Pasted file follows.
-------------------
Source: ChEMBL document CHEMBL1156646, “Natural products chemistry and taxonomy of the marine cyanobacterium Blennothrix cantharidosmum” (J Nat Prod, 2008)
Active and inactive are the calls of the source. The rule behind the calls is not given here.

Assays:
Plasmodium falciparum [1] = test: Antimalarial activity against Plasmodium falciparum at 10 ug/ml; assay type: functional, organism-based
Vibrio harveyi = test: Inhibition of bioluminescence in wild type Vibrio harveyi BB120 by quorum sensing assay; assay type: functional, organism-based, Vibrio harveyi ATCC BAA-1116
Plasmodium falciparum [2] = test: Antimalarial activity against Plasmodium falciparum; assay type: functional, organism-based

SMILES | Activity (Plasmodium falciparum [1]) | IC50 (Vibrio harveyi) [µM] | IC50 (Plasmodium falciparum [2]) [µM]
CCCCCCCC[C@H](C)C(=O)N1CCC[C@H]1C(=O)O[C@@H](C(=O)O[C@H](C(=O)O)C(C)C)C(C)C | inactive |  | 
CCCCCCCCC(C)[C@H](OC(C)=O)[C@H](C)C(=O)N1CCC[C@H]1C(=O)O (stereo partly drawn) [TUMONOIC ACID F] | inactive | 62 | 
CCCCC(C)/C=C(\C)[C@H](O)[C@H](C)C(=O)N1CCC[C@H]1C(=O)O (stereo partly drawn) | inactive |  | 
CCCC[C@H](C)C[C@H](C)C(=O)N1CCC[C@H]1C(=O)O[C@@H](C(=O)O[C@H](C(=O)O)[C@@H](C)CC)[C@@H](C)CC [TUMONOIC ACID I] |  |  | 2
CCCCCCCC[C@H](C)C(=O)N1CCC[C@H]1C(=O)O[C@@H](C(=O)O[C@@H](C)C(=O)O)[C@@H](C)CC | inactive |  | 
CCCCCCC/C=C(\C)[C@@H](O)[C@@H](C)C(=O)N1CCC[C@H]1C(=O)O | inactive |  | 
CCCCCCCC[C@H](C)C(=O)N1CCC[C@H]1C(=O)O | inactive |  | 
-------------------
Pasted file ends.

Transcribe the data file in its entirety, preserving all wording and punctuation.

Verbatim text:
Source: ChEMBL document CHEMBL1156646, “Natural products chemistry and taxonomy of the marine cyanobacterium Blennothrix cantharidosmum” (J Nat Prod, 2008)
Active and inactive are the calls of the source. The rule behind the calls is not given here.

Assays:
Plasmodium falciparum [1] = test: Antimalarial activity against Plasmodium falciparum at 10 ug/ml; assay type: functional, organism-based
Vibrio harveyi = test: Inhibition of bioluminescence in wild type Vibrio harveyi BB120 by quorum sensing assay; assay type: functional, organism-based, Vibrio harveyi ATCC BAA-1116
Plasmodium falciparum [2] = test: Antimalarial activity against Plasmodium falciparum; assay type: functional, organism-based

SMILES | Activity (Plasmodium falciparum [1]) | IC50 (Vibrio harveyi) [µM] | IC50 (Plasmodium falciparum [2]) [µM]
CCCCCCCC[C@H](C)C(=O)N1CCC[C@H]1C(=O)O[C@@H](C(=O)O[C@H](C(=O)O)C(C)C)C(C)C | inactive |  | 
CCCCCCCCC(C)[C@H](OC(C)=O)[C@H](C)C(=O)N1CCC[C@H]1C(=O)O (stereo partly drawn) [TUMONOIC ACID F] | inactive | 62 | 
CCCCC(C)/C=C(\C)[C@H](O)[C@H](C)C(=O)N1CCC[C@H]1C(=O)O (stereo partly drawn) | inactive |  | 
CCCC[C@H](C)C[C@H](C)C(=O)N1CCC[C@H]1C(=O)O[C@@H](C(=O)O[C@H](C(=O)O)[C@@H](C)CC)[C@@H](C)CC [TUMONOIC ACID I] |  |  | 2
CCCCCCCC[C@H](C)C(=O)N1CCC[C@H]1C(=O)O[C@@H](C(=O)O[C@@H](C)C(=O)O)[C@@H](C)CC | inactive |  | 
CCCCCCC/C=C(\C)[C@@H](O)[C@@H](C)C(=O)N1CCC[C@H]1C(=O)O | inactive |  | 
CCCCCCCC[C@H](C)C(=O)N1CCC[C@H]1C(=O)O | inactive |  | 